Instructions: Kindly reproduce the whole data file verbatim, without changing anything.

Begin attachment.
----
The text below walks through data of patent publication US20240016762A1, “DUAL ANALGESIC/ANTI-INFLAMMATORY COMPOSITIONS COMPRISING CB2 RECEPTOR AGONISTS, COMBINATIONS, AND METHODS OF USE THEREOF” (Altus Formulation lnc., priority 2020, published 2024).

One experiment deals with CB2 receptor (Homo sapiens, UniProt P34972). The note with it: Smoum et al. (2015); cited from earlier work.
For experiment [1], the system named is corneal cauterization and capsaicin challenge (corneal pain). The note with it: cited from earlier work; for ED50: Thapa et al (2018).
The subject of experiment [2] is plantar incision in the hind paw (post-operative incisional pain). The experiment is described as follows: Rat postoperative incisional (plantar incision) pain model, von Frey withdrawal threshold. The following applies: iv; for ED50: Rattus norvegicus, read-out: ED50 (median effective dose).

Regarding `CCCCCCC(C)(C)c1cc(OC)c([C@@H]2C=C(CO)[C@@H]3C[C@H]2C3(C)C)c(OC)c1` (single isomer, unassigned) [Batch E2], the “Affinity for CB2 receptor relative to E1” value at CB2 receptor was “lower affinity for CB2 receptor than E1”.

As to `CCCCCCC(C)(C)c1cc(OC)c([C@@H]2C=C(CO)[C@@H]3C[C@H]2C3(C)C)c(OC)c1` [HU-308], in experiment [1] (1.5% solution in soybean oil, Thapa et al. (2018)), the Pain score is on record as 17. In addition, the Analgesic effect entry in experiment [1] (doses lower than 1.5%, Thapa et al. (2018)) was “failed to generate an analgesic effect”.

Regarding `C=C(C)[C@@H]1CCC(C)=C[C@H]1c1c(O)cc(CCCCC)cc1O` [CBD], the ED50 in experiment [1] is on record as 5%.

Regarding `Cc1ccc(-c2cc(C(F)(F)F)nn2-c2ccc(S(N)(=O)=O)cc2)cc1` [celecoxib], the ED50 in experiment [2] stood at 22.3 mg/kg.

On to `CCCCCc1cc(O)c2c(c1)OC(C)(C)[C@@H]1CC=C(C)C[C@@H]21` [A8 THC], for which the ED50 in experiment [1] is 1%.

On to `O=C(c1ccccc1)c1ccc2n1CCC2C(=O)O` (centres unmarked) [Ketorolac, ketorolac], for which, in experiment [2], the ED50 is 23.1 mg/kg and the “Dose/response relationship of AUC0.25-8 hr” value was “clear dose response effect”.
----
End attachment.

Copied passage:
The text below walks through data of patent publication US20240016762A1, “DUAL ANALGESIC/ANTI-INFLAMMATORY COMPOSITIONS COMPRISING CB2 RECEPTOR AGONISTS, COMBINATIONS, AND METHODS OF USE THEREOF” (Altus Formulation lnc., priority 2020, published 2024).

One experiment deals with CB2 receptor (Homo sapiens, UniProt P34972). The note with it: Smoum et al. (2015); cited from earlier work.
For experiment [1], the system named is corneal cauterization and capsaicin challenge (corneal pain). The note with it: cited from earlier work; for ED50: Thapa et al (2018).
The subject of experiment [2] is plantar incision in the hind paw (post-operative incisional pain). The experiment is described as follows: Rat postoperative incisional (plantar incision) pain model, von Frey withdrawal threshold. The following applies: iv; for ED50: Rattus norvegicus, read-out: ED50 (median effective dose).

Regarding `CCCCCCC(C)(C)c1cc(OC)c([C@@H]2C=C(CO)[C@@H]3C[C@H]2C3(C)C)c(OC)c1` (single isomer, unassigned) [Batch E2], the “Affinity for CB2 receptor relative to E1” value at CB2 receptor was “lower affinity for CB2 receptor than E1”.

As to `CCCCCCC(C)(C)c1cc(OC)c([C@@H]2C=C(CO)[C@@H]3C[C@H]2C3(C)C)c(OC)c1` [HU-308], in experiment [1] (1.5% solution in soybean oil, Thapa et al. (2018)), the Pain score is on record as 17. In addition, the Analgesic effect entry in experiment [1] (doses lower than 1.5%, Thapa et al. (2018)) was “failed to generate an analgesic effect”.

Regarding `C=C(C)[C@@H]1CCC(C)=C[C@H]1c1c(O)cc(CCCCC)cc1O` [CBD], the ED50 in experiment [1] is on record as 5%.

Regarding `Cc1ccc(-c2cc(C(F)(F)F)nn2-c2ccc(S(N)(=O)=O)cc2)cc1` [celecoxib], the ED50 in experiment [2] stood at 22.3 mg/kg.

On to `CCCCCc1cc(O)c2c(c1)OC(C)(C)[C@@H]1CC=C(C)C[C@@H]21` [A8 THC], for which the ED50 in experiment [1] is 1%.

On to `O=C(c1ccccc1)c1ccc2n1CCC2C(=O)O` (centres unmarked) [Ketorolac, ketorolac], for which, in experiment [2], the ED50 is 23.1 mg/kg and the “Dose/response relationship of AUC0.25-8 hr” value was “clear dose response effect”.